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The North Wind

The North Wind

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Mackayle Weedon
Mackayle Weedon
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My name is Makaylee! I am going to be a senior majoring in Social Media Design Management. I am apart of the Phi Sigma Sigma Sorority chapter on campus! I love thrifting, photography, skiing and going...

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The North Wind is an independent student publication serving the Northern Michigan University community. It is partially funded by the Student Activity Fee. The North Wind digital paper is published daily during the fall and winter semesters except on university holidays and during exam weeks. The North Wind Board of Directors is composed of representatives of the student body, faculty, administration and area media.

NMU CARES — President Brock Tessman shares his feelings on the universitys new CARE Team. Photo Courtesy of Northern Michigan University
Letter to the Editor — Our New CARE Team
Brock TessmanFebruary 23, 2024

Approval expected for Kennecott mining

The approval of two permits for the proposed Kennecott Eagle Minerals Company nickel and copper mine is expected during the Michigan Department of Natural Resources (DNR) meeting on Thursday, Feb. 7, according to a recent letter sent from a DNR official to the mining company.

Kennecott has already been given approval from the Michigan Department of Environmental Equality (MDEQ), but requires the DNR’s approval to go forward with the project.

Thursday’s decision comes over a month after DNR Director Rebecca Humphries postponed the approval of a surface-use lease and mining and reclamation plan for Kennecott’s Eagle Project. Humphries also requested information on site selection, water infiltration and ground settlement.

The three-page letter, dated Jan. 28, was sent from DNR Minerals and Land Management Section Manager Thomas Wellman to Jon Cherry, the project manager of the Eagle Project after a meeting between DNR officials and Kennecott.

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The letter can be found on the DNR Web site.

Opponents to the mine plan to file a lawsuit against the DNR if approvals are made. Currently, groups opposing the mine-including the National Wildlife Federation, Keweenaw Bay Indian Community, Huron Mountain Club and Yellow Dog Watershed Project-have filed suit against the MDEQ, contesting the decision to approve Kennecott’s permits was based on inadequate applications.

Doug Cornett, the director of Northwoods Wilderness Recovery, another group opposing the mine, said there are still other permits that Kennecott needs in order to break ground, including an Environmental Protection Agency (EPA) permit for well water injection.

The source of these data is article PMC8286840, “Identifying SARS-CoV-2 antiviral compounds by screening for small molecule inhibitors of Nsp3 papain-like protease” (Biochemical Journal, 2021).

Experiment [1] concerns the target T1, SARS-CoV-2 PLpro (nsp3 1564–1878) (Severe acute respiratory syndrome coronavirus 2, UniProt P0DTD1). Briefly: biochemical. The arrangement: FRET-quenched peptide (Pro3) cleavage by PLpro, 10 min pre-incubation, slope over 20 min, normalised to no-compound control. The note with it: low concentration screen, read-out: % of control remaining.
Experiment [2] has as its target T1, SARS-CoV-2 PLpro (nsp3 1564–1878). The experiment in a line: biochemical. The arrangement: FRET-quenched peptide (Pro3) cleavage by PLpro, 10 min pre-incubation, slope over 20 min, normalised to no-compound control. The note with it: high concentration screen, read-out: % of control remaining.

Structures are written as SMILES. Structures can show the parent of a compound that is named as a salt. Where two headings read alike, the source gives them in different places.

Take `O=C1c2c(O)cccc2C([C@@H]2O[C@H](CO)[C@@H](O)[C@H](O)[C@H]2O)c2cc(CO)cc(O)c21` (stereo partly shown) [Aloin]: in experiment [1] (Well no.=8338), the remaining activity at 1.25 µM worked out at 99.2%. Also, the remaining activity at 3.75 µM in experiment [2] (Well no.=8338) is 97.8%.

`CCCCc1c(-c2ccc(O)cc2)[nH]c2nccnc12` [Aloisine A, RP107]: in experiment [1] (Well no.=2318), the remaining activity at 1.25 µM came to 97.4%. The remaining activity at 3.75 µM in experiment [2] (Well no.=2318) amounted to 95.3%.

“I’m not aware of anything like that being required for mining,” Cornett said about the EPA permit. “They’re planning on treating the water from the mine through a treatment plant, and from there, the water would be injected into the acquifer.”

Groups such as Northwoods Wilderness Recovery have been urging opponents of the mine to write letters to Michigan government officials, as well as write Humphries directly.

“I think folks are prepared to do what’s needed to do to stop Kennecott from putting the shovels in the ground,” Cornett said.

Kennecott has also been looking at other Upper Peninsula locations for mineral deposits. Cornett said that if the Eagle Project were to be approved, it would be just the beginning of widespread mining in the area. The Houghton Mining Gazette reported that Kennecott intends to begin exploratory drilling in the spring at six locations within a 50-mile radius of the Eagle Project.

John Rebers is the faculty adviser to NMU’s Students Against Sulfide Mining and also serves as the chair of the local Sierra Club. Rebers said he felt the DNR land-use permit should not be approved and added that Kennecott owns the land immediately adjacent to the proposed mining site and could utilize that area instead.

According to Rebers, members of the Sierra Club have been in close communications with Humphries since the initial Kennecott meeting.

One group in favor of the Eagle Project is Citizens for Responsible Mining, a nonprofit organization with around 400 members. Tom Peterson, the organization’s director, said that since Kennecott passed the strict mining laws set by the MDEQ, the mine should go ahead as planned.

“When these laws came to be, everyone applauded them,” Peterson said. “With these laws, a company cannot put in a harmful mine. [Mine opponents] thought that this would stop all mining activity – the laws are very costly and excessive. And then,

Kennecott came in and said, ‘We can abide by these.'”

Peterson said he felt the DNR was caught off guard by the MDEQ’s approval of permits and that Humphries was unprepared, adding he was confident the mine would eventually break ground.

“These permits will be issued and life will go on,” Peterson said. “I have no doubts in my mind that they’re going to issue the permits. It’s just unfortunate that they didn’t get the job done in a timely fashion.”

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